By Rebecca Riley
One week on from the close of the Conference on Economic Measurement 2020, I hope you have had the chance to reflect on the proceedings and view some of the key highlights.
Despite Covid-19’s disruption of our original plans for holding the conference earlier in the year at King’s College London, the virtual conference format proved a fantastic alternative. Although we missed chances for mingling and interacting in the usual way, it still provided a great opportunity to find out about what’s going on in economic measurement research and to link with colleagues old and new. In some ways the electronic platform allowed us to get a better overview of the state of play. It certainly provided a very useful catalogue of the frontier of measurement research and the issues in developing economic statistics at this moment in time. The many excellent discussions and papers presented have been recorded and will be available for you to dip in and out of in the months ahead.
Three key themes emerged over the duration of the conference. The first was around public perceptions of economic statistics and how these have changed with the pandemic. The second involved the speed of innovation in economic statistics brought about with the pandemic. The third theme was about how, in some ways, the last six months simply represent a compact version of what we have seen over many decades – a picture of statistics evolving with the structure of the economy and policy needs, the latter reflecting societal needs at large.
Regarding public perceptions of and demand for economic statistics and statistics more broadly, there is little doubt that these have changed in the last six months and this was reflected in the conference discussions. One very illustrative example was given by Sumit Dey-Chowdhury of the ONS, who mentioned during Panel Session I ‘Lessons From The Pandemic: Defining Recessions in Real-Time’ that “friends of mine are suddenly taking an interest in what I do in a way they never have done before”. We also heard from the Office for Statistics Regulation that their caseload during the first few months of the pandemic mirrored the usual caseload seen in a whole year. Rikke Hansen of the United Nations pointed to increased interest worldwide in the past six months in new types of data on the economy and data communications and she talked about a surge in interest in her online Stats Café sessions. Mairi Spowage of the Fraser of Allander Institute suggested during Panel Session II that if anyone doubted the value of monthly GDP those doubts have now been dispelled.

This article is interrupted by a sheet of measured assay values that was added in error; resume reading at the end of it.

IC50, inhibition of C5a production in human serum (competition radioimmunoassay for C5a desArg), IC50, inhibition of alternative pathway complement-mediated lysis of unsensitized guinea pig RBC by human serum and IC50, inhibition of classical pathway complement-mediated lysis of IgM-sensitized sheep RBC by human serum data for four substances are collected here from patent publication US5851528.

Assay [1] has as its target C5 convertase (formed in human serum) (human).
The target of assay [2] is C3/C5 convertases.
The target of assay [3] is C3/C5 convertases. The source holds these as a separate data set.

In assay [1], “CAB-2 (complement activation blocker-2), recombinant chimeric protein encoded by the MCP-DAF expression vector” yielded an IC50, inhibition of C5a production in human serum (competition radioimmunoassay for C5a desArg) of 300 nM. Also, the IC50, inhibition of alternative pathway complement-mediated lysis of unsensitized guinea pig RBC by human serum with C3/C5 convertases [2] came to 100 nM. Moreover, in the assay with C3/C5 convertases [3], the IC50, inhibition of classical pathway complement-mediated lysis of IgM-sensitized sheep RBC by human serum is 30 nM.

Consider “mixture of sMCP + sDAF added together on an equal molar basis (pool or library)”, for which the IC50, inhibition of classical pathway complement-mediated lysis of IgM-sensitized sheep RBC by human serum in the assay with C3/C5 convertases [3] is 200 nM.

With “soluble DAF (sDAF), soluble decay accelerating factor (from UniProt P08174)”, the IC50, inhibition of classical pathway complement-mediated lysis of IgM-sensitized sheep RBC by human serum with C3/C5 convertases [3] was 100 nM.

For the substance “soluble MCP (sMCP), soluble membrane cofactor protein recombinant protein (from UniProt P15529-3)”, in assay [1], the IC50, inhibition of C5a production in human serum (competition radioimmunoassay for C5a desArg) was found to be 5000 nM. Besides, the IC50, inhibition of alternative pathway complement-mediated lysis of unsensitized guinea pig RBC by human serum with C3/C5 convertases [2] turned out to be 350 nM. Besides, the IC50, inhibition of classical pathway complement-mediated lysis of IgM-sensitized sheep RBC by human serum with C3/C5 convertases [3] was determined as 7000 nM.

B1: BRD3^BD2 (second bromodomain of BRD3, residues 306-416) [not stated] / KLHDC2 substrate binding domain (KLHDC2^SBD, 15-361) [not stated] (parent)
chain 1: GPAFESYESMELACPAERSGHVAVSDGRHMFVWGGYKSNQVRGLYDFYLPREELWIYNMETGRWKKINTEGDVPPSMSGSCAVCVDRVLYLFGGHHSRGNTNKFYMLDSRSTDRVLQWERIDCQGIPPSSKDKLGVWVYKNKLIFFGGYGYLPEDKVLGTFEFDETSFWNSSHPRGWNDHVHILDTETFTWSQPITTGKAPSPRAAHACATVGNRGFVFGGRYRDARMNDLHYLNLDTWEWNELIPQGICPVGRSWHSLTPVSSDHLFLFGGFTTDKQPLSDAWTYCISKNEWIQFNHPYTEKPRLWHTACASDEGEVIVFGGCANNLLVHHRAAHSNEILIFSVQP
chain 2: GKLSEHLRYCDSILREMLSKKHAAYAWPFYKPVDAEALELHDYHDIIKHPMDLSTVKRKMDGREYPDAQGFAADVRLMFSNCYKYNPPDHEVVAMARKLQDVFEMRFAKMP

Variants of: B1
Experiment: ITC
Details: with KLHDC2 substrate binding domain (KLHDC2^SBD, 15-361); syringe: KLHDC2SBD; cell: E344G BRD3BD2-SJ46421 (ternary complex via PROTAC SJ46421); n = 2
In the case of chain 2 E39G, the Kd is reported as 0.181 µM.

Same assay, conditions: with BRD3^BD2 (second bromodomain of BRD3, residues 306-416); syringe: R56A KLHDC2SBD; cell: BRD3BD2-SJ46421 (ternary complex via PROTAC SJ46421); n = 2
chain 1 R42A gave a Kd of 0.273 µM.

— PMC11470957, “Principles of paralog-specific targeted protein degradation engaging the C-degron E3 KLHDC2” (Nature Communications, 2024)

So public perceptions of the value of statistics have changed. During a pandemic when public health is at risk, the value of statistics suddenly becomes very tangible. This rubs off on economic statistics as these health events are also tied to large and rapid changes in social and economic outcomes. As Chris Giles pointed out in his intervention “the most important real time data is data on the disease”. The social benefit of statistics and economic statistics has become very visible to many in this fast-moving environment and we are at a point in time where there is a unique opportunity to demonstrate the value of statistics. As Anna Vignoles suggested in her excellent plenary, there are ample examples of the significant value to society of data and statistics, and this is the moment to be talking about this value.